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About the current economic recovery

Yusuf Mansur
Yusuf Mansur, is CEO of the Envision Consulting Group and former minister of state for economic affairs.
Recent data shows that an economic recovery is under way in Jordan. The GDP is expected to grow in 2022 at 2.4 percent in real terms, which is a slight improvement over the level of growth in 2021. The recovery, albeit slow, is a recovery and not a regress or a decline in economic activity, and can be a cause of optimism, even if cautious optimism, thus replacing whatever negativity persists.اضافة اعلان

In terms of fiscal policy and public debt, tax revenues increased by JD54.8 million to reach JD970.2 million in the first two months of 2022, and Jordan’s debt fell by JD244 million from its level in 2021. If the trend continues, the debt to GDP ratio can be expected to fall significantly this year, which would free the budget to expand the capital expenditure and increase investment in the country’s infrastructure, education and health.

Remittances from Jordanians working in GCC countries have increased by 1 percent, and may be expected to increase further as the Gulf economies continue to gain due to the upsurge in oil prices. The GCC economies are forecast to grow by 6.4 percent this year. The impact will undoubtedly be felt in Jordan in the form of aid and remittances from these countries.
Overall, the numbers show an improvement at all levels of the economy, which, as stated earlier, calls for optimism.
Inflation is expected to be around 2.8 percent this year, which is much lower than that felt worldwide. The effect of the Russian-Ukrainian war on Jordan may be diluted somewhat regarding the cost of wheat and energy. The government has already purchased the equivalent of a 13-month supply of wheat, and oil has been bought through long-term contracts which will safeguard the economy from further upward fluctuations, should they occur.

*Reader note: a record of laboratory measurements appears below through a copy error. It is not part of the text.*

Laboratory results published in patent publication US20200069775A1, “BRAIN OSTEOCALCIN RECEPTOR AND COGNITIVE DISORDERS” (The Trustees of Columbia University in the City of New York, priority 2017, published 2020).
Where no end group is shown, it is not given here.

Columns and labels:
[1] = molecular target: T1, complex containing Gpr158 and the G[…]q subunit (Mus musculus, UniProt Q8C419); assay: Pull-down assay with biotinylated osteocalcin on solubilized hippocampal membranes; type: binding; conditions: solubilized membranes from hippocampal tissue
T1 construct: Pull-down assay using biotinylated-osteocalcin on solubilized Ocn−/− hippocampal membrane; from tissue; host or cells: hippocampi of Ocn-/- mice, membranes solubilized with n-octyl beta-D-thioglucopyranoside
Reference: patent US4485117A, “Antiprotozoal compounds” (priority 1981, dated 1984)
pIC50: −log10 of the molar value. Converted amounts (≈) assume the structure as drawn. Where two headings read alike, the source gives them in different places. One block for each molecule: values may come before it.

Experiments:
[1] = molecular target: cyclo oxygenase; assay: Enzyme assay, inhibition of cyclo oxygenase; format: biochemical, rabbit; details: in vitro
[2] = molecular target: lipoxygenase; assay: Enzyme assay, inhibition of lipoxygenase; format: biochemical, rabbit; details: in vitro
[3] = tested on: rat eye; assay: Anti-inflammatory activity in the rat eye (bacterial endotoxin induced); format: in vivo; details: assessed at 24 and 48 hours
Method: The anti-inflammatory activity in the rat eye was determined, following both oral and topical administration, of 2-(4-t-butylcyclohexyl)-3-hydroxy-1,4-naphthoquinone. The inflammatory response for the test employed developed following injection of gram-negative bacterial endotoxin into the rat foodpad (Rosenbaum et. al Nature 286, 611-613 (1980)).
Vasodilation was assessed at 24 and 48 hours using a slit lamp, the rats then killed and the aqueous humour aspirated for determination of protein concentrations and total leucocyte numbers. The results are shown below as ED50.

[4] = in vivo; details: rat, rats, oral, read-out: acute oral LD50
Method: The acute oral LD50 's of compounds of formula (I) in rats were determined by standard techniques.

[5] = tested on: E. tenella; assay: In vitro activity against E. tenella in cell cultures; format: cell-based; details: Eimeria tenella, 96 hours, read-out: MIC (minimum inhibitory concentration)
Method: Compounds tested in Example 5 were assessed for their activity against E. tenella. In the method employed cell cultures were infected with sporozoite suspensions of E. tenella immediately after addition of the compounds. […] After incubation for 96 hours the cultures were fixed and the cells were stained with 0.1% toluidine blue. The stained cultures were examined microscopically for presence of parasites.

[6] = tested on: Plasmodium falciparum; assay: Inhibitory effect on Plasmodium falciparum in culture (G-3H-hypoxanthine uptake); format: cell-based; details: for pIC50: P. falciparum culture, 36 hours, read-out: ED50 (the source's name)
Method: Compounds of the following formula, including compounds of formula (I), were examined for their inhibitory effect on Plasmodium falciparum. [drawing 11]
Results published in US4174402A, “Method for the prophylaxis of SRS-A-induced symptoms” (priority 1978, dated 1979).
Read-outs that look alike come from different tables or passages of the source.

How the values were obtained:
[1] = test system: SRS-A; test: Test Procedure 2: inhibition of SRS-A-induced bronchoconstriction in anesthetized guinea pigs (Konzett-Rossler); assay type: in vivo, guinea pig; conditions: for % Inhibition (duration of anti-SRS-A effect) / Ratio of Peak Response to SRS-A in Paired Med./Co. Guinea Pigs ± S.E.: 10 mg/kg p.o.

Foreign reserves are at an all-time high.  The current level of reserves is around $18 billion, which will cover 9.5 months of imports. This means that in the implausible case Jordan does not receive any foreign currency from exports, tourism, aid, and remittances, the Central Bank of Jordan has enough reserves to cover over nine months of imports. Note that the suggested level of foreign currency reserves is a two-month worth of imports.

Additionally, tourism was up 253 percent in the first four months of this year relative to the same period last year. Investment in the first quarter of 2022 rose by 107 percent relative to the same period last year, and foreign direct investment has increased over seven-fold from last year.

Overall, the numbers show an improvement at all levels of the economy, which, as stated earlier, calls for optimism. Hopefully this optimistic will translate into a bigger growth rate and further thrust of the economy toward recovery.


The writer is CEO of the Envision Consulting Group and former minister of state for economic affairs.


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